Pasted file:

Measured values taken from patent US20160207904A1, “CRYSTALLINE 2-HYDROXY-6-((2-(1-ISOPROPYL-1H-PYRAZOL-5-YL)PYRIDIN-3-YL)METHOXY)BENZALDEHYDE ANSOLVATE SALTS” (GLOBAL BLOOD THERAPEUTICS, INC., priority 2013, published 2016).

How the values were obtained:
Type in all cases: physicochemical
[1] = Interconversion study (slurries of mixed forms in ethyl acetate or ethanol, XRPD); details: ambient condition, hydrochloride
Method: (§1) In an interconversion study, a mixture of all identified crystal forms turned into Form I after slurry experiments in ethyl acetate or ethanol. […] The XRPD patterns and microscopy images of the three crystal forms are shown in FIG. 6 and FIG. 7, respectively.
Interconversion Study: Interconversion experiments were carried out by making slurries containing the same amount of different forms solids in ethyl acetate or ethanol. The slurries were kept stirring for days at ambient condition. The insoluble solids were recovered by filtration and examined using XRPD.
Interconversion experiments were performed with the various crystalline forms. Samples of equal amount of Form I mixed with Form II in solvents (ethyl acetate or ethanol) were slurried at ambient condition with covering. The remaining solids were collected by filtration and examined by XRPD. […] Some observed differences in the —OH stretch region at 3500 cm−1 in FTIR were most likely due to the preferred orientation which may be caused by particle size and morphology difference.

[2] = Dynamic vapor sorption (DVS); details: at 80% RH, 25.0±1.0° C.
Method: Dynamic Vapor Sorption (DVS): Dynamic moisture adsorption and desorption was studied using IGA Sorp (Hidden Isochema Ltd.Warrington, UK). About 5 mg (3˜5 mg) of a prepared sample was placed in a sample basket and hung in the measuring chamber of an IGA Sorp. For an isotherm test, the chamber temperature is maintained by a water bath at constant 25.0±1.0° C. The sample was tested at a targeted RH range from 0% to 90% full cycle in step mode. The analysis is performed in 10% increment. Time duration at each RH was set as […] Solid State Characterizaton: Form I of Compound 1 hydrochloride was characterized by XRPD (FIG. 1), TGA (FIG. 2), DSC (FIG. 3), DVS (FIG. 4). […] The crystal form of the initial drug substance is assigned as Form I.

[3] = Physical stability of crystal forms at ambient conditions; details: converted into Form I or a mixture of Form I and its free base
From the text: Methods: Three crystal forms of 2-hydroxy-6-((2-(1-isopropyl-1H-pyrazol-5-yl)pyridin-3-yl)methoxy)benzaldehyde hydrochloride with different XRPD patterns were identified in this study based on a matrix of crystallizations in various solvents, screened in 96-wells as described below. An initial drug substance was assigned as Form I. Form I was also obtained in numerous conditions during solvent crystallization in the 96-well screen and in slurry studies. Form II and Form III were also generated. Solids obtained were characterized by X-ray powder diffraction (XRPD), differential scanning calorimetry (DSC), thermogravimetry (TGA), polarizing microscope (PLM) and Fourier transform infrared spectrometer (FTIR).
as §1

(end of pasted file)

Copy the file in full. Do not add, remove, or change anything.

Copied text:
Measured values taken from patent US20160207904A1, “CRYSTALLINE 2-HYDROXY-6-((2-(1-ISOPROPYL-1H-PYRAZOL-5-YL)PYRIDIN-3-YL)METHOXY)BENZALDEHYDE ANSOLVATE SALTS” (GLOBAL BLOOD THERAPEUTICS, INC., priority 2013, published 2016).

How the values were obtained:
Type in all cases: physicochemical
[1] = Interconversion study (slurries of mixed forms in ethyl acetate or ethanol, XRPD); details: ambient condition, hydrochloride
Method: (§1) In an interconversion study, a mixture of all identified crystal forms turned into Form I after slurry experiments in ethyl acetate or ethanol. […] The XRPD patterns and microscopy images of the three crystal forms are shown in FIG. 6 and FIG. 7, respectively.
Interconversion Study: Interconversion experiments were carried out by making slurries containing the same amount of different forms solids in ethyl acetate or ethanol. The slurries were kept stirring for days at ambient condition. The insoluble solids were recovered by filtration and examined using XRPD.
Interconversion experiments were performed with the various crystalline forms. Samples of equal amount of Form I mixed with Form II in solvents (ethyl acetate or ethanol) were slurried at ambient condition with covering. The remaining solids were collected by filtration and examined by XRPD. […] Some observed differences in the —OH stretch region at 3500 cm−1 in FTIR were most likely due to the preferred orientation which may be caused by particle size and morphology difference.

[2] = Dynamic vapor sorption (DVS); details: at 80% RH, 25.0±1.0° C.
Method: Dynamic Vapor Sorption (DVS): Dynamic moisture adsorption and desorption was studied using IGA Sorp (Hidden Isochema Ltd.Warrington, UK). About 5 mg (3˜5 mg) of a prepared sample was placed in a sample basket and hung in the measuring chamber of an IGA Sorp. For an isotherm test, the chamber temperature is maintained by a water bath at constant 25.0±1.0° C. The sample was tested at a targeted RH range from 0% to 90% full cycle in step mode. The analysis is performed in 10% increment. Time duration at each RH was set as […] Solid State Characterizaton: Form I of Compound 1 hydrochloride was characterized by XRPD (FIG. 1), TGA (FIG. 2), DSC (FIG. 3), DVS (FIG. 4). […] The crystal form of the initial drug substance is assigned as Form I.

[3] = Physical stability of crystal forms at ambient conditions; details: converted into Form I or a mixture of Form I and its free base
From the text: Methods: Three crystal forms of 2-hydroxy-6-((2-(1-isopropyl-1H-pyrazol-5-yl)pyridin-3-yl)methoxy)benzaldehyde hydrochloride with different XRPD patterns were identified in this study based on a matrix of crystallizations in various solvents, screened in 96-wells as described below. An initial drug substance was assigned as Form I. Form I was also obtained in numerous conditions during solvent crystallization in the 96-well screen and in slurry studies. Form II and Form III were also generated. Solids obtained were characterized by X-ray powder diffraction (XRPD), differential scanning calorimetry (DSC), thermogravimetry (TGA), polarizing microscope (PLM) and Fourier transform infrared spectrometer (FTIR).
as §1